In a world shaped by quarantine, with those who currently grieve for loved ones taken away too soon, Joseph Fasano’s The Dark Heart of Every Wild Thing shows the complex changes a person can make when having to confront loss in complete isolation. At the center of the story is an unnamed character who travels deep into the wilderness with his son after his wife’s sudden death. Together they track and hunt the ever-elusive mountain lion. During this time, the reader experiences how easy it is for the hunter to become the hunted as another tragedy strikes the unnamed character. This becomes the tipping point that sends him into the forest for years, continuing his hunt through the icy winter for the lion, which he believes will bring closure to his sorrow and primal vengeance. Much of this book is about survival, of the physical form, and the psychological. Fasano navigates these themes by showing the reader flashbacks from the protagonist’s past. As a young boy, his dad would take him into the mountains to hunt and camp, teaching him all the vital skills one needs to survive. As an adult, his manliness was shaped by his time on a fishing vessel with a captain who had a pension for fist fighting.
Fasano’s background as a poet leads credence to the age-old writing adage that in order to become a better writer; one must first learn how to write as a poet. Throughout this novel, his prose is sculpted with a dense and abstract aesthetic. “As a wave of foliage tumbling down through a cavern will rise up on a vortex and search itself along the high, dark walls of granite, so will a boy’s voice.” There is a poetic cadence and rhythm to his work as well, delivering mesmeric fragmented language that only a poet of his caliber can successfully achieve. “This is the bread. The milk. The horses. Look at them. Say the name of things. Say bread. Say milk. Say stay. The taste of it. The taste of it. The night like the dark bread for the breaking and the body on its opened knees and opening.” This novel reads as if Fasano critically examined each word, sentence by sentence, setting the bar high for how beautiful prose should read. Told through the first-person point of view, the reader must adapt to the language that the character has grown to use, and this only makes the character and the world around him more real.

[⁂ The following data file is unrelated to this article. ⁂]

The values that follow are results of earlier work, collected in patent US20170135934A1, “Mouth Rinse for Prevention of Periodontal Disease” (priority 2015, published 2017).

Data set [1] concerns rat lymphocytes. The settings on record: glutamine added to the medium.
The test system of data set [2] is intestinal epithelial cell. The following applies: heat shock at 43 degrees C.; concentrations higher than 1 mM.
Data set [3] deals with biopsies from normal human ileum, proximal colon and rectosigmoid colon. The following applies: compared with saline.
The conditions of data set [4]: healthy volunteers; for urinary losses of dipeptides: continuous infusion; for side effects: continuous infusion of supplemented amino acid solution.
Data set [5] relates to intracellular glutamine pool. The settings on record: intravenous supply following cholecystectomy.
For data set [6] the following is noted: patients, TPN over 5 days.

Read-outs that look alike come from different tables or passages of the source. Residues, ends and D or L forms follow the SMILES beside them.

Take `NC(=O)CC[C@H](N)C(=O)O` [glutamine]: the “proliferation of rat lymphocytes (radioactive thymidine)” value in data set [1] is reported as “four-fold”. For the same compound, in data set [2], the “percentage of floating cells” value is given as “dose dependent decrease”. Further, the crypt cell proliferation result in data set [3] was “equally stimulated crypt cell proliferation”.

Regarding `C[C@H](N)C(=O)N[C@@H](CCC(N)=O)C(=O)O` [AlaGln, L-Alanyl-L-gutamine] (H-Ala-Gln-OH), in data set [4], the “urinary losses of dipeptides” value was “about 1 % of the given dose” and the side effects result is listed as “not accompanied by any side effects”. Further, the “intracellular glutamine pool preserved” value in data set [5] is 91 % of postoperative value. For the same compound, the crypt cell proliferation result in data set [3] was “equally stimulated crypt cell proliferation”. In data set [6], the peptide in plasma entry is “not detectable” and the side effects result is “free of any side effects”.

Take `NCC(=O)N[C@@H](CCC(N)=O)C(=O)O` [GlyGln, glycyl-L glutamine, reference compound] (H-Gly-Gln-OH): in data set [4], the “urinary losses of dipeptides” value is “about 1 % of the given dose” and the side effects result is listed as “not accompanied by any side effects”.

Characterization and interiority are where Fasano shines in this novel. To create a dynamic and complex character, he shapes his roughness with tender flashbacks. There are scenes of fatherhood, watching as his curious young son grows into the world around him. We see tough moments from his childhood, and the flawed relationship he had with his father. The reader gets glimpses into his marriage, and witnesses how his wife had a profound and lasting effect on his life. These moments with his wife and his son are the only times we see him truly happy. Fasano skillfully pairs these flashbacks back to back with the cruel realities of surviving in the winter, broken and starving. At times, when the unnamed narrator is further into journey, lacking food and water, these flashbacks cut right into the middle of the prose, coming onto the page like fever dreams. Despite all of his hardship, the novel wants to remind the reader that hope can still exist, even in our darkest moments. These themes are shown to us through the tough journey the man must make in order to find himself, and what’s really driving him to search for the lion. All of this culminates in creating a character who has done nothing but fought his entire life and finally finds a reason to take the gloves off. However, tragically, he is pulled back into the fray and must press on for one last battle.
Publication: Platypus Press
Publication Date: September 1st, 2020
Reviewed by Adam Schwartz